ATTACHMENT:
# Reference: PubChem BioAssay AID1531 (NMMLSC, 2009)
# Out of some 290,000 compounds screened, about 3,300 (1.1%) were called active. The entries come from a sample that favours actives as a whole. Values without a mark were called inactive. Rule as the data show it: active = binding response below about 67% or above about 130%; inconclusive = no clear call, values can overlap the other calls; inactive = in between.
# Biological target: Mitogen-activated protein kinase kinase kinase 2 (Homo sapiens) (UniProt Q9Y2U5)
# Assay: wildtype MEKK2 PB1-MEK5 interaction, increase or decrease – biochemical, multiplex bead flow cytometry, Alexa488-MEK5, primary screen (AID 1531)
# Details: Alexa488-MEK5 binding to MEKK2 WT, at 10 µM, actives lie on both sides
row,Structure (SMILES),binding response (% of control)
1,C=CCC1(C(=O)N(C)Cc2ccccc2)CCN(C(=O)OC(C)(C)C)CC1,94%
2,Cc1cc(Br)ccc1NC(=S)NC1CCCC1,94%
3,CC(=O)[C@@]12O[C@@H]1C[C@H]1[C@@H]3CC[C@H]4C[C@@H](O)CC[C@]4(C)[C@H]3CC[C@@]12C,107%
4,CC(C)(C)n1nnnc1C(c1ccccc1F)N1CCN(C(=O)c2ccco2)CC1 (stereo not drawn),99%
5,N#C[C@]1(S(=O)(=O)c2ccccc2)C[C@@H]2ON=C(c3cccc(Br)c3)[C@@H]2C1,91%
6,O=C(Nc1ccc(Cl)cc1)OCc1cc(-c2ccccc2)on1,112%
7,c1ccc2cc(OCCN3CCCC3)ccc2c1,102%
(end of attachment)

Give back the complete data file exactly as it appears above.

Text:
# Reference: PubChem BioAssay AID1531 (NMMLSC, 2009)
# Out of some 290,000 compounds screened, about 3,300 (1.1%) were called active. The entries come from a sample that favours actives as a whole. Values without a mark were called inactive. Rule as the data show it: active = binding response below about 67% or above about 130%; inconclusive = no clear call, values can overlap the other calls; inactive = in between.
# Biological target: Mitogen-activated protein kinase kinase kinase 2 (Homo sapiens) (UniProt Q9Y2U5)
# Assay: wildtype MEKK2 PB1-MEK5 interaction, increase or decrease – biochemical, multiplex bead flow cytometry, Alexa488-MEK5, primary screen (AID 1531)
# Details: Alexa488-MEK5 binding to MEKK2 WT, at 10 µM, actives lie on both sides
row,Structure (SMILES),binding response (% of control)
1,C=CCC1(C(=O)N(C)Cc2ccccc2)CCN(C(=O)OC(C)(C)C)CC1,94%
2,Cc1cc(Br)ccc1NC(=S)NC1CCCC1,94%
3,CC(=O)[C@@]12O[C@@H]1C[C@H]1[C@@H]3CC[C@H]4C[C@@H](O)CC[C@]4(C)[C@H]3CC[C@@]12C,107%
4,CC(C)(C)n1nnnc1C(c1ccccc1F)N1CCN(C(=O)c2ccco2)CC1 (stereo not drawn),99%
5,N#C[C@]1(S(=O)(=O)c2ccccc2)C[C@@H]2ON=C(c3cccc(Br)c3)[C@@H]2C1,91%
6,O=C(Nc1ccc(Cl)cc1)OCc1cc(-c2ccccc2)on1,112%
7,c1ccc2cc(OCCN3CCCC3)ccc2c1,102%